Northern Pulp pipe protestors may be permanently banned from blocking surveyors

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The Northern Pulp paper mill in Nova Scotia won an injunction last month against protesters who blocked water surveyors because they were upset over the company’s plans to build an effluent pipe into the Northumberland Strait.

Despite the mill’s December 18, 2018 victory, which means the boat blockade would not be able to happen again legally, at least in the short term, there is still no exact date for survey work to recommence in the strait. The company has publicly stated that the safety of its survey employees remains its top priority, and it will wait until logistics with law enforcement are as clear as possible.

Employees with CSR GeoSurveys Limited, the company hired to do the survey work, have claimed that death threats were made to the surveyors out on the water.

Even outside the court building where the injunction hearing was held, more than 50 protesters gathered in opposition to the company’s pipe plan.

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The Supreme Court Justice ruled that the fishermen have the right to “lawful protest,” but not the legal right to block the survey vessels. The judge noted that mill officials and fishermen protestors would have to return to court on January 29 to determine whether the boat blockade should be permanently banned from interfering with the surveyors.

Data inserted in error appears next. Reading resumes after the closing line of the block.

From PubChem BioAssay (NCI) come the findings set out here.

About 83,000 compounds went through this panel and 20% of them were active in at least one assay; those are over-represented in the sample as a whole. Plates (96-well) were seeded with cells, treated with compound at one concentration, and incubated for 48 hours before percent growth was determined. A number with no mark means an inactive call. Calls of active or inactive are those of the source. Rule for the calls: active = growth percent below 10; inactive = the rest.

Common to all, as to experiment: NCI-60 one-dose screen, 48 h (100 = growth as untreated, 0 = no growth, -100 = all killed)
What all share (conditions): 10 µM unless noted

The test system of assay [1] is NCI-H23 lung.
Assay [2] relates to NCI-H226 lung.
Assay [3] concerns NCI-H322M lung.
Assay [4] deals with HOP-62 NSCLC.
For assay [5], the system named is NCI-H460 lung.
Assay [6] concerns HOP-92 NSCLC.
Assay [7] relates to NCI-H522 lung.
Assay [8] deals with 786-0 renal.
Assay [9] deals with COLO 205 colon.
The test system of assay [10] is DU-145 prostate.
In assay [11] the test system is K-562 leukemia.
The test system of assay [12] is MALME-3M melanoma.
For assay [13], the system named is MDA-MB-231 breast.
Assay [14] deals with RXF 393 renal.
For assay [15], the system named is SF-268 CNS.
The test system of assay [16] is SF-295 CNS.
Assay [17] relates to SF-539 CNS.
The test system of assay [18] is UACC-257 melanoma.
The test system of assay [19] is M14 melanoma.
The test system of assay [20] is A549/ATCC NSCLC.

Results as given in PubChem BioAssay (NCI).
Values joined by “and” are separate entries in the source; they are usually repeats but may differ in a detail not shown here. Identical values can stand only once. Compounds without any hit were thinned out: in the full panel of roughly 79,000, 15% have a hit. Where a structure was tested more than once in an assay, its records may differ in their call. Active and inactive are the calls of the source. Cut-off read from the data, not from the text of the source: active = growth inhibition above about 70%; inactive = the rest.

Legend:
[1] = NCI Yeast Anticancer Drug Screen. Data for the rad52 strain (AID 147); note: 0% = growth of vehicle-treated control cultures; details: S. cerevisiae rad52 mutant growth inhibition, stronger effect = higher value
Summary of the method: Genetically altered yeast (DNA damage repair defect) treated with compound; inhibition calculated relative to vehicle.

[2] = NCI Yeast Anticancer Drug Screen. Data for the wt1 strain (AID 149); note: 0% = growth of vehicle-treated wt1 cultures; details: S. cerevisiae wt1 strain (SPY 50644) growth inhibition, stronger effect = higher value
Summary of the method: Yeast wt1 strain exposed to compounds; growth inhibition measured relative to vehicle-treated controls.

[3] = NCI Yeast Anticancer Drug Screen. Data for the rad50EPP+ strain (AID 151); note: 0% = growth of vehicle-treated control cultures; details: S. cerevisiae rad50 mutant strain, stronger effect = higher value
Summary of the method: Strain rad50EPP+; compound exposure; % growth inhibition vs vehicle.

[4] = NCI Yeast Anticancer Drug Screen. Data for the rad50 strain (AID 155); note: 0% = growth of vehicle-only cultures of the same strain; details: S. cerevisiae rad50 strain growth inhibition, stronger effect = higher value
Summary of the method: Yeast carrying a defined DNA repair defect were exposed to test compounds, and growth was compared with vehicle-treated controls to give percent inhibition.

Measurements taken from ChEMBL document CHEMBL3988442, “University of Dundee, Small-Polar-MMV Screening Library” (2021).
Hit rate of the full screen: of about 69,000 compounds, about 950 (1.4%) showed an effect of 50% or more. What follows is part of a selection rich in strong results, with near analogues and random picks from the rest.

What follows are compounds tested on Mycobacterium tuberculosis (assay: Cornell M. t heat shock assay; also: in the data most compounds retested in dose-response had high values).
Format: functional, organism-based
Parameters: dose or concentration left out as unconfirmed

Northern-Pulp-Protest-Poster
Outside the court building where the Northern Pulp injunction hearing was held in December, more than 50 protesters gathered in opposition to the company’s pipe plan. Photo credit: Friends of the Northumberland

In November, local fishermen formed a blockade that prevented a Northern Pulp survey vessel from doing water research for its controversial pipe, which would run along the floor of Pictou Harbour to an outflow area that would use a diffuser system to release the bleached kraft pulp mill’s effluent in smaller intervals.

The underwater pipe plan would be combined with a new treatment facility to handle some 75,000 cubic metres of wastewater daily, using an activated sludge treatment system that would aerate and settle the effluent into a large tank on the mill’s property.

The fishermen’s blockade came on the heels of a faulty pipe leak at the mill in October, and a series of protests during summer 2018 when more than 1,000 people protested the mill’s plans, raising signs such as “No Pipe, No Way!” near the marina in Pictou.

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